Sanitation can only be real safe when compliance is city wide. Safe buildings, sufficient taxes, and regular desludging are essential elements. Here, like everywhere, detailed information is key. That is why SNV has set up an online Municipal Information System.

Below you can see an overview of modules (information buckets) in the Municipal Information System.

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Let’s give a bit of background again. The population of Khulna, Kushtia and Jhenaidah is growing rapidly. The areas covered by the city expand in an unplanned way. Slums are densely populated, and all this turns municipal governance into a mind blowing challenge. Especially if you realise that until this very day, many of the city councils still work with pen and paper, resulting in slow and tedious processes. There is a lack of information to support overview, planning and decision making. Fortunately, information technology develops at an accelerating pace as well. For some years now, the concept of SMART cities has been raising expectations worldwide; intelligent street lights, intelligent garbage collection etcetera. But the best results might be gained by implementing smart city concepts in the busy and chaotic metropoles of developing countries.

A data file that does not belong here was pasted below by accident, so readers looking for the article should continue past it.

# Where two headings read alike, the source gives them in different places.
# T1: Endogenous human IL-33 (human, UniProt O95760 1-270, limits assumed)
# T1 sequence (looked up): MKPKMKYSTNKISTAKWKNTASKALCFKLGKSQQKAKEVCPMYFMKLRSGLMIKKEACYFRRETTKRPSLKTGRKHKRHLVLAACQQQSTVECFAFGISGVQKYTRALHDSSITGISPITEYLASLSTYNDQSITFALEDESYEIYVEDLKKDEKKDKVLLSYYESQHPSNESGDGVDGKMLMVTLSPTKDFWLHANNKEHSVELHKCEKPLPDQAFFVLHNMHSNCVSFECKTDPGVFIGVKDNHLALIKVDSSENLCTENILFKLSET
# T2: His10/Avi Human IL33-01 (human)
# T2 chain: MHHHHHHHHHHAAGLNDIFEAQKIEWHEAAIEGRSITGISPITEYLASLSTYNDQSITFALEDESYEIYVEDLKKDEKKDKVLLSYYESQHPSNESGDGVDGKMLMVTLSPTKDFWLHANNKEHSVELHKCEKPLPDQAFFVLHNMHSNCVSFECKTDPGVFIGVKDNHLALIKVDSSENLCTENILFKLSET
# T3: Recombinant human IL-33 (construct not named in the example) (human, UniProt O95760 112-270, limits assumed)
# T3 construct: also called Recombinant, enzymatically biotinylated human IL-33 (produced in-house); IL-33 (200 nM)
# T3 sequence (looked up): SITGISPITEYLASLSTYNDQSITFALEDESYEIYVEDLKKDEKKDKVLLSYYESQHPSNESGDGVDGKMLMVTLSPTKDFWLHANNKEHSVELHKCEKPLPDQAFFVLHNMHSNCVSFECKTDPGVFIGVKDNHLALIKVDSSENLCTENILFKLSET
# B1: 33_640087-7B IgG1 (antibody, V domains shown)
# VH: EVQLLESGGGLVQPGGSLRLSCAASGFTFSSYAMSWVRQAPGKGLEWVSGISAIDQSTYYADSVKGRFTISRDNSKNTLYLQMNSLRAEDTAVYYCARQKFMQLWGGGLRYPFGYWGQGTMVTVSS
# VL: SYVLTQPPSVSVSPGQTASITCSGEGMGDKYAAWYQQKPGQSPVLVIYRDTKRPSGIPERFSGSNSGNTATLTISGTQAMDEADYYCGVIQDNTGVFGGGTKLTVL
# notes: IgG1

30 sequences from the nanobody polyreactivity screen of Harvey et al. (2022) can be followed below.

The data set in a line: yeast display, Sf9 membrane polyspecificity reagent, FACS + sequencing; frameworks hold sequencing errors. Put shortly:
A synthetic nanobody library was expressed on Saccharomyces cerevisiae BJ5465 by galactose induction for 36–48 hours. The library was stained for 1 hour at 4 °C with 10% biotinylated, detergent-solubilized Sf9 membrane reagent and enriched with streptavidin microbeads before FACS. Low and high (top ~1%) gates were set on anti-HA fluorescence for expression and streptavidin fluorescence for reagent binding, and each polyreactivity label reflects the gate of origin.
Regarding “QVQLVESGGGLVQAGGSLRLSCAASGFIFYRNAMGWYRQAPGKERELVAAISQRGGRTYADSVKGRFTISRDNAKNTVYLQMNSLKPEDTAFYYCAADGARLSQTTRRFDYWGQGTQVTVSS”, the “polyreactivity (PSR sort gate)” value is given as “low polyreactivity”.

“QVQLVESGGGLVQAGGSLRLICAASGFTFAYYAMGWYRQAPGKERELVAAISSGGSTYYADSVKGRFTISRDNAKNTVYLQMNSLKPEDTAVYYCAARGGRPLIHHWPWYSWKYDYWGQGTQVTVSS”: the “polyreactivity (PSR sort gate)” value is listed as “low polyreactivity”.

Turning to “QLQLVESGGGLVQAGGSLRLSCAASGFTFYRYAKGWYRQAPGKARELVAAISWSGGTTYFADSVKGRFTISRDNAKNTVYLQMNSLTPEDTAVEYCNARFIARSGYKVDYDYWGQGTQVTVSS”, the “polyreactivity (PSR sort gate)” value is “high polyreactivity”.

You may know the story about the streetlights in London. London was the first city with gas lit streetlights, but this head start inhibited them when electricity came into play. ‘Newcomers’ implemented electrical streetlights first. Likewise, Bangladesh may soon leapfrog into state of the art 21 century information technology.

SNV developed the Integrated Municipal Information System (IMIS) to enable the local authorities in Khulna and Jhenaidah to have information at their fingertips. IMIS is powered by a Geographical Information System (GIS), which is an online tool allowing you to combine information layers about spatial objects. GIS is used worldwide and turns out to be a useful tool for mapping the exact location of septic tanks. The Municipal Information System (IMIS) also contains city-level data such as: administrative boundaries; municipal infrastructure (roads, drainage networks); city land use; slum locations; the location of buildings and their structure, septic tanks plus desludging frequency; household tax data; a list of certified pit emptiers; enlisted masons; etcetera. The visual tooling of IMIS enables users to quickly analyse all data sets. The objective of the tool is to support efficient planning, policy decisions, a smooth service delivery, and real time monitoring of municipal desludging services.